Is The July 2019 Heatwave Connected To Global Warming? The UK Could Reach Record Highs of 37C This Week
Who doesn't love a bit of heat in the summer months? The UK is usually known for its fickle temperate climate, but this week could see the British Isles reaching record-breaking highs of 37C. While I love that this tropical weather is perfect for soaking up the sun in parks, visiting the seaside, and having BBQs, I can't help but think that this is less of a hot girl summer and more of a cause for concern. So, is this July 2019 heatwave connected to global warming?
According to the Evening Standard, the previous record temperature for July was 36.7C, set at Heathrow, London, on July 1 2015. But this Thursday could surpass those records, leading to questions on whether these heat waves could actually be proof of the very imminent effects of global warming.
Even if we do reach 37C, it won't be the only weather record set this year. The UK saw one of the hottest February days on record with highs of 20C on Feb. 26 2019. This is in a country that is more likely to experience sleet and snow in February than sweltering heat.
On top of this, June 2019 was globally the hottest June on record ever on Earth. Professor Hannah Cloke, natural hazards researcher at the University of Reading, responded to a question from the Independent about the June heatwave by saying:
“Heatwaves occur in any climate, but we know that heatwaves are becoming much more likely due to climate change. The global climate just keeps getting hotter, as greenhouse gases continue to build up, as scientists have predicted for decades.”
Now in July, the heat is back and the scorching temperature is said to be due to a "plume of Saharan air," as Sky reports. And Britain isn't alone in the boiling summer heat; other countries in Europe are being affecting by the Saharan air, some experiencing seriously dangerous consequences.
The Copernicus Emergency Management Service has warned for the highest threat level for forest fires across the majority of France and Spain this Thursday. Luxembourg, Belgium, and the Netherlands could also see record temperatures this week. Spain is experiencing the worst wildfires for 20 years as temperatures reach 40°C in parts of the country. And, according to Insider, some areas in Europe "could be as much as 12C hotter than usual for this time of year."
Last year's 2018 heatwave in the UK led to a number of investigations around climate change, one being held by Met Office. Professor Peter Stott, a climate experts at the Met Office and the University of Exeter, revealed that this study "compared computer models based on today’s climate with those of the natural climate we would have had without human-induced emissions." He continued: "We find that the intensity of this summer’s heatwave is around 30 times more likely than would have been the case without climate change."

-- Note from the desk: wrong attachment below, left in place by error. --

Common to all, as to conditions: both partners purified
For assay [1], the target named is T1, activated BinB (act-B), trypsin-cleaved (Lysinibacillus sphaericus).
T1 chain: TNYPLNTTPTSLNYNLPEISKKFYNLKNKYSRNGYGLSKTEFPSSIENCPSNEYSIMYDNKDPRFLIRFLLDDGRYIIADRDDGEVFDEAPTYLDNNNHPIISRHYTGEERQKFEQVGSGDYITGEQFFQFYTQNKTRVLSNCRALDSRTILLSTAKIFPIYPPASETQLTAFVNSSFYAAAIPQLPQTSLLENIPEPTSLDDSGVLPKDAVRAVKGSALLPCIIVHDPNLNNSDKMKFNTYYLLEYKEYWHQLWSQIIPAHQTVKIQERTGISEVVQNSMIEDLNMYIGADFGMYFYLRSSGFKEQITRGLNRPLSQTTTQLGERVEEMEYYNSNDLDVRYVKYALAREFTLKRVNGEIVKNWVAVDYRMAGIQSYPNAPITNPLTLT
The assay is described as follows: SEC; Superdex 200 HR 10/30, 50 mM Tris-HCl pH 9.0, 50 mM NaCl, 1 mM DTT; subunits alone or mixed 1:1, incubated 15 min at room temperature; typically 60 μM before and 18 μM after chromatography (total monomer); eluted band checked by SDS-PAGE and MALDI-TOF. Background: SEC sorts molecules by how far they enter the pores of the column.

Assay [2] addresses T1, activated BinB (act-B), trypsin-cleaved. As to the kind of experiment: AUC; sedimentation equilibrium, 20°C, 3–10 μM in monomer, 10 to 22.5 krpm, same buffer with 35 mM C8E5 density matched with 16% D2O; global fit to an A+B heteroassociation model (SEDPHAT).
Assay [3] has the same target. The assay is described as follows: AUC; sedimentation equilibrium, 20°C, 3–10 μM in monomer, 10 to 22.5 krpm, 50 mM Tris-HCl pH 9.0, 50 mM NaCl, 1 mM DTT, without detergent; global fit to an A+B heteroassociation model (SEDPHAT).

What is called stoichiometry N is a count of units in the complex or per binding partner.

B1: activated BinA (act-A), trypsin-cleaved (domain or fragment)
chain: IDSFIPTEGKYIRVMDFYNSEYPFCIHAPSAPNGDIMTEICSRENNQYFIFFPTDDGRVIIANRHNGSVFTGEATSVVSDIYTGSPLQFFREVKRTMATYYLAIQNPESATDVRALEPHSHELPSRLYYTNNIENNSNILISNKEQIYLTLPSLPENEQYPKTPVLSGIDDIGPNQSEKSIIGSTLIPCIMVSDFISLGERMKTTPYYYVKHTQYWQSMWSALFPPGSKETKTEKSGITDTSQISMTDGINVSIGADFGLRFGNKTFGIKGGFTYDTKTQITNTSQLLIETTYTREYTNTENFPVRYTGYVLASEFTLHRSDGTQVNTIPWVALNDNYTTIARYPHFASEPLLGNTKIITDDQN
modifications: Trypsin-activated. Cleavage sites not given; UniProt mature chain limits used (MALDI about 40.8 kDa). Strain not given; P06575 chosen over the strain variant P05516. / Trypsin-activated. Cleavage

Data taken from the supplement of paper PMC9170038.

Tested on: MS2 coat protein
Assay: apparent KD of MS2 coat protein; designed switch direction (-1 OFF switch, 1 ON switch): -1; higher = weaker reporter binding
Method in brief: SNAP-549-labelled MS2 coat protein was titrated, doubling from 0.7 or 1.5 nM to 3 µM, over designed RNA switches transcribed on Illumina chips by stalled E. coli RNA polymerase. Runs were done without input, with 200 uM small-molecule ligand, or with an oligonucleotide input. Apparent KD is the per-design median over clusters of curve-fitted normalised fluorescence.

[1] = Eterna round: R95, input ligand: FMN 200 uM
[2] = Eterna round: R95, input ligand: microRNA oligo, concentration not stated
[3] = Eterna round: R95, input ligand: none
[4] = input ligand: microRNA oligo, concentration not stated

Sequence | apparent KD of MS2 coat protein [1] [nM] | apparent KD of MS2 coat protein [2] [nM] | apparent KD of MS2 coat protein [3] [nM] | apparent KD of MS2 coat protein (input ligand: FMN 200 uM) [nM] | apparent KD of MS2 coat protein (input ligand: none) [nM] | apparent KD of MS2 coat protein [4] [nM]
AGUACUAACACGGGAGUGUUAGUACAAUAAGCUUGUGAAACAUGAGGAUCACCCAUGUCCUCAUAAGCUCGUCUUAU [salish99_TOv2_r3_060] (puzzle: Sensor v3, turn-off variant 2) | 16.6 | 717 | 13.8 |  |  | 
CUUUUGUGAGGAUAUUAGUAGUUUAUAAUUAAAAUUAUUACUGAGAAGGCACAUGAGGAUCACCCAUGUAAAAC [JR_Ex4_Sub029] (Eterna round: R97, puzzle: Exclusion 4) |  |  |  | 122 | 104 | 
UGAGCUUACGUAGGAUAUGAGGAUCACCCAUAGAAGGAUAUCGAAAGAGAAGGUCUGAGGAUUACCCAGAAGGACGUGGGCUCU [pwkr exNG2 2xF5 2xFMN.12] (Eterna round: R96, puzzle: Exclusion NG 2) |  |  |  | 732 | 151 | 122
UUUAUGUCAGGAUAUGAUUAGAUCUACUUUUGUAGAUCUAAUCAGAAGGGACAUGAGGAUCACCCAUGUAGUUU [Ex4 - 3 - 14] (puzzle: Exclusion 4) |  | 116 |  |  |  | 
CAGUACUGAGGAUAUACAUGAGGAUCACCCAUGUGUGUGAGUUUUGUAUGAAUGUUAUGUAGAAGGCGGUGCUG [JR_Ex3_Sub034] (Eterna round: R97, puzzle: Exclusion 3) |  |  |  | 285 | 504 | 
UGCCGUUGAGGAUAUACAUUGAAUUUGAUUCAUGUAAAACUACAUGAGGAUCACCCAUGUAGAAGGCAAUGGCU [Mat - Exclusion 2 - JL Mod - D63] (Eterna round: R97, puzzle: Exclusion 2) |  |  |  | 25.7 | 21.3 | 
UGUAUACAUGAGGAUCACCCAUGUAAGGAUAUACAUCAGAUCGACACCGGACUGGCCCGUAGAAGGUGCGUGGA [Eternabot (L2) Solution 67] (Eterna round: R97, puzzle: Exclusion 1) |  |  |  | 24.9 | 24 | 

On July 15 2019, climate scientist Michael Mann responded to the reports about June's record numbers with the following tweet:
"This is significant. But stay tuned for July numbers. July is the warmest month of the year globally. If this July turns out to be the warmest July (it has a good shot at it), it will be the warmest month we have ever measured on Earth."
Mann added the hashtags #RecordWarmth #ClimateChange #NotSubtle.
In their UK Climate Projections 2018 (UKCP18), the Met Office predicted that "by the end of the 21st century, all areas of the UK are projected to be warmer, more so in summer than in winter." It also stated "hot summers are expected to become more common. In the recent past (1981- 2000) the chance of seeing a summer as hot as 2018 was low (<10%). The chance has already increased due to climate change and is now between 10-25%. With future warming, hot summers by mid-century could become even more common, near to 50%."
With the record heat we're experiencing at the moment, it's hard to deny that the Met's predictions seem to be coming true. While we are out enjoying the sun, we need to remember what is happening to the planet and take steps to ensure we're doing all we can to help it.